You can't make this stuff up. In three separate incidents – one in North Carolina, one in Ohio and one in Indiana – gun-loving real Americans did their darndest to worsen the demographics in the favor of the gun control lobby by blowing themselves away with accidental discharges. They failed, fortunately – all five victims in the three incidents survived – but you literally can't script a worse outcome for a political sideshow meant to highlight Americans' love of the wholesome, safe exercise of gun rights.

In North Carolina, three people – a 50-year-old man, a 54-year-old woman, and a 50-year-old retired sheriff's deputy – were injured when someone pulled a shotgun out of a display case and the 12-gauge accidentally went off, spraying the three people with birdshot.

In Ohio, a gun dealer was "checking out" a semi-automatic handgun he'd brought to a show at the Medina County Fairgrounds when he "accidentally" pulled the trigger, forgetting that, while he'd removed the magazine, he'd left a round in the chamber. According to the local police chief, the bullet "struck the floor, then a longtime friend of the gun dealer. The man was wounded in the arm and leg."

The man was rushed by helicopter to a hospital in Cleveland. I sure hope that dude has private health insurance that he paid for. If it turns out that taxpayers had to foot the bill for a freaking helicopter flight to rescue the friend of some gun-toting conservative who decided to protest the socialist Obama administration by accidentally shooting a pal on Martin Luther King Day, that would be some kind of embarrassing, wouldn't it?

Of course, that would fit right in with the kind of week gun advocates had. In a show at the Indiana State Fairgrounds, one Emory Cozee was loading his .45 while walking back to his car when he accidentally shot himself in the wrist. Once again, the taxpayer had to step in to the man's aid, as state troopers rushed to the scene and transported Cozee to a nearby hospital. No charges were filed, stupidity not yet being against the law in Indiana, or anywhere else.

Beyond those five people getting shot, the other "Gun Appreciation" events went on without incident. Then we had Obama's inauguration, where the president took more than one opportunity to goad the gun lobby in advance of an upcoming heated fight over his proposed gun restrictions, saying among other things, "Being true to our founding documents . . . does not mean we will all define liberty in the same way," and, "We cannot substitute absolutism for principle."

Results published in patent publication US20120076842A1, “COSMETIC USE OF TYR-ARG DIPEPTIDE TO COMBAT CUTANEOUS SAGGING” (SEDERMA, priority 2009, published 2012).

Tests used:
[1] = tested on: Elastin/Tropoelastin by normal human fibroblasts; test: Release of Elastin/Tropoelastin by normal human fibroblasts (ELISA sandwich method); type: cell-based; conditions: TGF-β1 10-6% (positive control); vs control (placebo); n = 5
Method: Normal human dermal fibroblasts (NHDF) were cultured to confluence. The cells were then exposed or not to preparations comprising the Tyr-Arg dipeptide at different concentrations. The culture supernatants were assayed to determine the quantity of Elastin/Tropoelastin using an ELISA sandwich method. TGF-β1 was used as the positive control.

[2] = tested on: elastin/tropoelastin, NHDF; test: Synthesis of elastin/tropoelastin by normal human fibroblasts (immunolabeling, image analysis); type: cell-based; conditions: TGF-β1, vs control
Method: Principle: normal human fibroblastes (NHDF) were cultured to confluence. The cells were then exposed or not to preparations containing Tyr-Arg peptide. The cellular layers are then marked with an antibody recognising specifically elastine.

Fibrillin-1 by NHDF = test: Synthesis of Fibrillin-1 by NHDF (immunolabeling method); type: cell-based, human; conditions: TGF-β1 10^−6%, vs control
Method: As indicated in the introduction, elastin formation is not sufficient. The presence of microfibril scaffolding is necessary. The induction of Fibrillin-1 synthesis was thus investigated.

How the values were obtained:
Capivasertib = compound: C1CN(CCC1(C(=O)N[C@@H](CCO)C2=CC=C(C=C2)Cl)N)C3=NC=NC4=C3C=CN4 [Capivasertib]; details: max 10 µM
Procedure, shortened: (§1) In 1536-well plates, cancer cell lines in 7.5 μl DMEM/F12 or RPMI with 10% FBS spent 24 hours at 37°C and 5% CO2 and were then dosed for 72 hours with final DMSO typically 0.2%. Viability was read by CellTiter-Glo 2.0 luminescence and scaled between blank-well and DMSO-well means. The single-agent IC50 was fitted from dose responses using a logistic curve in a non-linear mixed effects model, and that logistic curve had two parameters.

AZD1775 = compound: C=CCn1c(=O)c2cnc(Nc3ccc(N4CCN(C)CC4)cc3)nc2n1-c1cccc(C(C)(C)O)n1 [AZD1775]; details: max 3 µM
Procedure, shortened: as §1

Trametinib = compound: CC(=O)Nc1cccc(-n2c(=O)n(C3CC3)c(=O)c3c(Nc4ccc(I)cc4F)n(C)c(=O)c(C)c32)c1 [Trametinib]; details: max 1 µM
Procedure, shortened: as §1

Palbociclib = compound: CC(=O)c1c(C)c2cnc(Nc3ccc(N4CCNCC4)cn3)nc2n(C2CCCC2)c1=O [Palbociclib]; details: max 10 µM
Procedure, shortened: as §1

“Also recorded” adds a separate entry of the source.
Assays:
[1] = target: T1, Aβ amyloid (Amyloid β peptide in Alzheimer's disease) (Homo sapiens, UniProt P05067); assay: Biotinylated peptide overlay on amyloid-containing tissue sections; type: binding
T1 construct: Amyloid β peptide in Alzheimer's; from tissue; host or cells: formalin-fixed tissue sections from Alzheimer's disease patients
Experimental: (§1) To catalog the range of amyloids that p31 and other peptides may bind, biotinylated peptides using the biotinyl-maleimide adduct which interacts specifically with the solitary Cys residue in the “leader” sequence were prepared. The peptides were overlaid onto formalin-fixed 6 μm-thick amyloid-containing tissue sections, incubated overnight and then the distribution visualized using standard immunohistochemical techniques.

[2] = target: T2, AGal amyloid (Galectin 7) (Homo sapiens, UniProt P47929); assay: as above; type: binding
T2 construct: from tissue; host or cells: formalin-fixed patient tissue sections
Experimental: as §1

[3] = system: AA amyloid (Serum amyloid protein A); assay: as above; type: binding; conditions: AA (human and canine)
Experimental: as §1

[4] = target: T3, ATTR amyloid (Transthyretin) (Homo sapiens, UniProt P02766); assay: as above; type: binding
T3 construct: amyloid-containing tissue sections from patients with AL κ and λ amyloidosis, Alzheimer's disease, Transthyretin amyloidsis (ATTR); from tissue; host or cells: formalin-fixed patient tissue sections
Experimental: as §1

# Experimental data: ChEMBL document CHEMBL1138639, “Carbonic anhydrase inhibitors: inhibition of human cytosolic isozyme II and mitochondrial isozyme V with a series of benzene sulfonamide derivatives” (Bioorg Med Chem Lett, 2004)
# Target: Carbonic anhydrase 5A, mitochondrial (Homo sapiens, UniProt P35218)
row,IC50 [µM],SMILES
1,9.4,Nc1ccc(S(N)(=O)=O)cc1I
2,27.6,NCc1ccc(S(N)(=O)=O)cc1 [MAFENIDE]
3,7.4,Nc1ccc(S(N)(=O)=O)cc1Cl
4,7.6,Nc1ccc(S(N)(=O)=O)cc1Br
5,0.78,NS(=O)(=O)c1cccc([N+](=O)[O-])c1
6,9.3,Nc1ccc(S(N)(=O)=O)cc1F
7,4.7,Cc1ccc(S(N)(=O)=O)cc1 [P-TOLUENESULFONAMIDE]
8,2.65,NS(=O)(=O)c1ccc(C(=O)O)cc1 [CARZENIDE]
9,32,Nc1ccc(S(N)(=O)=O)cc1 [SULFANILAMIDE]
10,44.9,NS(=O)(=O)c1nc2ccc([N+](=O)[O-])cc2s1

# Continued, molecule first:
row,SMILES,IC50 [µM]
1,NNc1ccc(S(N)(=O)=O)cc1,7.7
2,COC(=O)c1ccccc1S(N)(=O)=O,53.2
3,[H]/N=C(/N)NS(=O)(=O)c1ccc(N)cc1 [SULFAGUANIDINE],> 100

Without even taking a position on Obama or his proposed gun law, let me say this: The president, when he makes his case, does not come across like a drooling maniac, like he's pissed off to the point of reaching back, grabbing a frying pan, and belting you across the forehead if you even think about disagreeing with him. He comes across like what he is – a calm, experienced attorney making a rhetorical argument to adults. That, plus a lot of video of little kids' bodies being hauled out of school rooms in suburban Connecticut, can win you a lot of votes with people on the fence on the gun issue.

Then there's Wayne LaPierre, the head of the NRA. He came out after Obama's speech and gave one of his own at the Weatherby International Hunting and Conservation Awards in Reno, Nevada. In it, LaPierre weaved back and forth like a maniac, his blond forelock heaving, as he blurted out semi-coherent, quasi-grammatical defenses of "absolutism," saying things like "absolutes do exist, it's [sic] the basis of all civilization," and "without those absolutes, democracy decays into nothing more than two wolves and one lamb voting on who to eat for lunch."

He then proceeded to double down on his organization's lunatic decision to inject Obama's daughters into the national gun debate, saying, "If neither criminals nor the political class, with their bodyguards and security people, are limited by magazine capacity, we shouldn't be limited in our capacity, either."

This was clearly a reference to the controversy about the NRA's recent TV buy, in which they blasted Obama for being an "elitist hypocrite" for allowing his daughters to have Secret Service protection while Joe Sixpack has to send his kids to school without paramilitary security experts. "Protection for their kids, and gun-free zones for ours," was the ad's nutty tagline.

The NRA was rightfully blasted for that crazy-ass commercial, which made no sense on any level and mainly painted the NRA as a bunch of disturbed rage-addicts who are completely out of touch with national sentiment after Sandy Hook. (Yes, the president's kids have Secret Service protection – to protect them from your members, you idiots!)